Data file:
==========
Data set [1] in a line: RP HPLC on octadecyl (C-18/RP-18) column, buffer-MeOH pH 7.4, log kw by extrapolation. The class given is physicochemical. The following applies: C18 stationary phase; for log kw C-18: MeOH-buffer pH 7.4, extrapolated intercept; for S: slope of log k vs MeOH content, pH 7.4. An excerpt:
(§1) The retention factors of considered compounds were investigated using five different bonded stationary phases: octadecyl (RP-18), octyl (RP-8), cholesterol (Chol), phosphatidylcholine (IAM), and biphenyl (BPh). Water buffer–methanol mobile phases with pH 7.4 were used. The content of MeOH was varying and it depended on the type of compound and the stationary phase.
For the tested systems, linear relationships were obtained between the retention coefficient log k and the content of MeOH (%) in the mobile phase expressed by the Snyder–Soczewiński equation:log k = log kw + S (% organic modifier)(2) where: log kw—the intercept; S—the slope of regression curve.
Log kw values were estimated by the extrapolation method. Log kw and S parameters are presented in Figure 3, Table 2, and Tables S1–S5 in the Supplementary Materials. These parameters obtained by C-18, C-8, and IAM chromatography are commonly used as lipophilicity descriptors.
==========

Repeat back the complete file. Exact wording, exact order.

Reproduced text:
Data set [1] in a line: RP HPLC on octadecyl (C-18/RP-18) column, buffer-MeOH pH 7.4, log kw by extrapolation. The class given is physicochemical. The following applies: C18 stationary phase; for log kw C-18: MeOH-buffer pH 7.4, extrapolated intercept; for S: slope of log k vs MeOH content, pH 7.4. An excerpt:
(§1) The retention factors of considered compounds were investigated using five different bonded stationary phases: octadecyl (RP-18), octyl (RP-8), cholesterol (Chol), phosphatidylcholine (IAM), and biphenyl (BPh). Water buffer–methanol mobile phases with pH 7.4 were used. The content of MeOH was varying and it depended on the type of compound and the stationary phase.
For the tested systems, linear relationships were obtained between the retention coefficient log k and the content of MeOH (%) in the mobile phase expressed by the Snyder–Soczewiński equation:log k = log kw + S (% organic modifier)(2) where: log kw—the intercept; S—the slope of regression curve.
Log kw values were estimated by the extrapolation method. Log kw and S parameters are presented in Figure 3, Table 2, and Tables S1–S5 in the Supplementary Materials. These parameters obtained by C-18, C-8, and IAM chromatography are commonly used as lipophilicity descriptors.